The Flash did it. It actually did it. It brought an evil, talking gorilla with psychic powers to primetime TV, and made it work better than it had any right to. But what’s most amazing about “Grodd Lives” is that Grodd himself wasn’t the best part of the episode — Iris West was.

I know it sounds insane. But The Flash finally brought Iris into the SuperSTARS team — more specifically, in a timeline that wasn’t promptly erased — and it almost instantly transformed her into a compelling character, while also providing some actual chemistry between her and Barry for the first time ever! Ah, but why merely tell you when I can recap it for you?


Having finally realized it’s Barry underneath the Flash’s mask, Iris narrates the episode’s introduction, and it’s clear she’s not happy that Barry has been hiding this to her — something she confirms when she tracks him down at the police station and angrily asks Barry if he knows why the Flash hasn’t found Eddie yet. Barry looks sheepishly away and shuffles off to STAR Labs, just in time to suit up for a masked gunman who attacks a gold shipment across town. Seems like an easy task, until Barry suddenly gets images of being horribly operated on shoved into his head, and the gunman gets away.

Barry returns to the lab, but he’s immediately followed by Iris, who finally sees the Flash unmasked. She confronts Barry first, followed by her dad Joe, and basically gets caught up on everything — that everyone knows the Flash’s identity but her, even Eddie knows, Joe forbade anyone from telling her, Wells is the man in yellow and has Eddie, etc. While it’s nice to finally have Iris brought up to date, what makes these scenes so great is Candice Patton. She plays Iris as angry and hurt and betrayed while never being overwrought. She acts like a real human being would, furious but not melodramatic which is honestly not usually one of The Flash’s strong suits. When Barry and Joe start muttering about how they didn’t tell her to protect her, Iris demands to be told how that was supposed to work; obviously, neither Barry nor Joe have an answer. And when Joe finally (and very quickly) confesses he was wrong to not tell her, Iris refuses to accept his apology, because it isn’t worth anything — if Iris hadn’have an answer. And when Joe finally (and very quickly) confesses he was wrong to not tell her, Iris refuses to accept his apology, because it isn’t worth anything — if Iris hadn’t realized the truth on her own, her father obviously wouldn’t have told her. It’s practically impossible not to be on Team Iris now, because she’s completely justified in all of her anger.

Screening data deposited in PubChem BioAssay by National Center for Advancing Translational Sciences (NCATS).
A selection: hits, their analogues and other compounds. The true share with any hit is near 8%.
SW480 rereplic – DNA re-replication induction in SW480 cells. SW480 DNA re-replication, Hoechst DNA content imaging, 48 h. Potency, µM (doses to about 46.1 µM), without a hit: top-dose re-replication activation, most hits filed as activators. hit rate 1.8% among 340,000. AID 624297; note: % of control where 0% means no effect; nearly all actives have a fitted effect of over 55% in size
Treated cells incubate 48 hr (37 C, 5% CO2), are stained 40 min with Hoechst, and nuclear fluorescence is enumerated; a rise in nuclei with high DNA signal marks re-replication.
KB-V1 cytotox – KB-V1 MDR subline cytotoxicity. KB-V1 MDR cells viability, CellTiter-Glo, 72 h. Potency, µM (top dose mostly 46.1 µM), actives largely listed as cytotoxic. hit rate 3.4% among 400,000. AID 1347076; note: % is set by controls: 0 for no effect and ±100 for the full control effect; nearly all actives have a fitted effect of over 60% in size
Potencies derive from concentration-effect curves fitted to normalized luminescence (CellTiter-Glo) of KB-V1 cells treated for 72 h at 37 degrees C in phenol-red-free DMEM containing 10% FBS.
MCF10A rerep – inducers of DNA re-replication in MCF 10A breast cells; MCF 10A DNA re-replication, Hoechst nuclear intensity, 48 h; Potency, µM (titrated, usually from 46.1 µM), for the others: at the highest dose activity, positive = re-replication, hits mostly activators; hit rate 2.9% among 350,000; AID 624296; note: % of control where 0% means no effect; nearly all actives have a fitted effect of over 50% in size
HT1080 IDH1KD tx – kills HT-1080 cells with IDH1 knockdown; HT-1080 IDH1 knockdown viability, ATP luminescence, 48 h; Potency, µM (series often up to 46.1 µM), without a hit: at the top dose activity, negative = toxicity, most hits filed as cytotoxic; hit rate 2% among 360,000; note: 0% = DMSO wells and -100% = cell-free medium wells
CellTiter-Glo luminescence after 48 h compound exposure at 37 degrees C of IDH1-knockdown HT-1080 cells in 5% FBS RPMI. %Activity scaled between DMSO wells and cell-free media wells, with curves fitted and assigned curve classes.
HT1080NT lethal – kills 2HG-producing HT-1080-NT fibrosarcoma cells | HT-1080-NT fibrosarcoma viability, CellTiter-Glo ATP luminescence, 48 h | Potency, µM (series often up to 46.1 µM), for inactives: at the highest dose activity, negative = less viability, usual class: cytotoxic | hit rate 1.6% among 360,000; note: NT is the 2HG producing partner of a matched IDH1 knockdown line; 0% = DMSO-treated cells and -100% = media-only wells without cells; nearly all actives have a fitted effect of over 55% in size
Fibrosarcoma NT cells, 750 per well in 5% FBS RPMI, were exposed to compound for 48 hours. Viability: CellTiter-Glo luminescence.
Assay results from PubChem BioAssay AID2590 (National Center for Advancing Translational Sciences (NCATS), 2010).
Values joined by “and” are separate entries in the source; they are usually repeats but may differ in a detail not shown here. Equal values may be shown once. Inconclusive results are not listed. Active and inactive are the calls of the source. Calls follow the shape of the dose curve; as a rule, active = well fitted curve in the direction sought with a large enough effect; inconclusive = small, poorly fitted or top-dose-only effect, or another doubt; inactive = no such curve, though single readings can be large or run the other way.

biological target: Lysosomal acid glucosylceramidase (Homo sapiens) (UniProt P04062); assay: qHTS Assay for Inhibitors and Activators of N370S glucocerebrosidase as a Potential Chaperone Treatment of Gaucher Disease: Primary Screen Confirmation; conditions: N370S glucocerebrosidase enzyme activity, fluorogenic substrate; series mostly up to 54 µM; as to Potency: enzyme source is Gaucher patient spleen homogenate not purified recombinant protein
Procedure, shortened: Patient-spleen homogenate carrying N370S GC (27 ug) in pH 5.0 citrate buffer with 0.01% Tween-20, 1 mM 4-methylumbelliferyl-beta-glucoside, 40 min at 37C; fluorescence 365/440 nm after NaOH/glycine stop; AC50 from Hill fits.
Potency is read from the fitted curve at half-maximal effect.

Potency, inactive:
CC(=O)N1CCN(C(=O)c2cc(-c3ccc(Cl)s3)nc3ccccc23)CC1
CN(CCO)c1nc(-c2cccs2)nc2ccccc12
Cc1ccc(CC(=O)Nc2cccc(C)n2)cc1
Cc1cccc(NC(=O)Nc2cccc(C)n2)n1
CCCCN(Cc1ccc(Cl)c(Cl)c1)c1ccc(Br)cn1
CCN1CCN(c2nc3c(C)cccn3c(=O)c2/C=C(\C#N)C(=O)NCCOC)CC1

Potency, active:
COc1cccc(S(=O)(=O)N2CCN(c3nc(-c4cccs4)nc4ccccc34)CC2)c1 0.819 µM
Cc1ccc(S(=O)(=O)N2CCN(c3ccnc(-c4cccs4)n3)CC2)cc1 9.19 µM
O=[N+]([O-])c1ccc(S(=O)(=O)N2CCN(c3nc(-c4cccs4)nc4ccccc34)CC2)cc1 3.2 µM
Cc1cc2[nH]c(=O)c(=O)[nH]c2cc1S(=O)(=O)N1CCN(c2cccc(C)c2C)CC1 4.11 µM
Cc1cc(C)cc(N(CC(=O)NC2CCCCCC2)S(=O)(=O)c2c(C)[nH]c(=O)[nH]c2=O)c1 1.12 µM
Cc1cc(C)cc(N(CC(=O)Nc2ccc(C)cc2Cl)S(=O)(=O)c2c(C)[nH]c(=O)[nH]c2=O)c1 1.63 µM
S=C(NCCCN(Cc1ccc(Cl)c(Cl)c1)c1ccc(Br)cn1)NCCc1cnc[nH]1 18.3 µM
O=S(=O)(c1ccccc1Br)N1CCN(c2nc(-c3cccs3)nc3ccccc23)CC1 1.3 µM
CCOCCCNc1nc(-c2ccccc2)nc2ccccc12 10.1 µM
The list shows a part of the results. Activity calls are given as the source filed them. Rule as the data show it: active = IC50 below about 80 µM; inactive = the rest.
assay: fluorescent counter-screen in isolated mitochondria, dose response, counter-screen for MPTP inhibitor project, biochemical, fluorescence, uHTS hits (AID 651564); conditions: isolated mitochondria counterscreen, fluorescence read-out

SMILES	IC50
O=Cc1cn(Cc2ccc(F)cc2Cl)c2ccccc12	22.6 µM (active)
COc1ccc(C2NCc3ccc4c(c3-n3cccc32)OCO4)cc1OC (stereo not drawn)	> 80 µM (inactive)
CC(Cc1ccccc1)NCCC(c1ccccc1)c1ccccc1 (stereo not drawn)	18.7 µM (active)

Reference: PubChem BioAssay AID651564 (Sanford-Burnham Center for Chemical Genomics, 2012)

Luckily for Barry and Joe, they’re saved when the Central City Gold Reserve needs to ship a lot of gold, and which will presumably mean the return of the masked gold thief. And return he does, even though the gold is semi-cleverly hidden in an ice cream truck, but luckily the Flash punches the dude before he can get his brain whammied. And the person under the mask? Why, it’s none other than General Eiling (played by Clancy Brown), who Wells had given to Grodd all those episodes ago.

Eiling is given a Lab cell, but he isn’t talking… or moving… or anything, really. But as the SuperSTARS soon discover, Eiling has been possessed by Grodd, their former test gorilla who was filled with drugs as part of Eiling’s faux super-soldier programs, was saved by Wells, and who escaped when the particle accelerator went kablooey. When Grodd announces his name via Eiling (in what is pretty much a perfect evil sentient telepathic gorilla voice), Cisco and Caitlin figures out pretty quickly what happened to their old lab animal, and realize they have a meta-gorilla on their hands — one that can control people like Eiling, send mental attacks like he did with Barry, and may even have telekinetic powers. But where is Grodd? Awesomely, bringing Iris in on the team immediately pays off. Because as a reporter, she’s heard about mysterious animal attacks occurring in the sewers, which allows Barry, Cisco and Joe a place to start hunting for their new foe.

The group discovers Grodd’s drawings and writings, and realize the gorilla has been continually getting smarter. Joe also reveals that he is scared of regular gorillas, which turns out to be pretty important because when Grodd attacks, Joe completely loses his mind. Not that Joe would have been of much help anyways; Grodd immediately whammies Barry, tosses him around with telekinesis and then kidnaps Joe, forcing Barry to flee and bring Cisco back to the lab where he has to tell Iris that he’s lost both her father and her boyfriend.


While Cisco tries to rig up a headgear doohickey that will protect Barry from Grodd’s psychic ape whammies and Barry tells Iris maybe she’s been hiding a secret or two as well, Joe is absolutely terrified that he’s being held prisoner by a giant gorilla that can project its thoughts into his mind. Seriously, no one on The Flash or Arrow has ever been more scared of anything that Joe is of Grodd, and it’s actually fascinating to see the normally-in-control Joe finally face a situation he just cannot deal with in the slightest.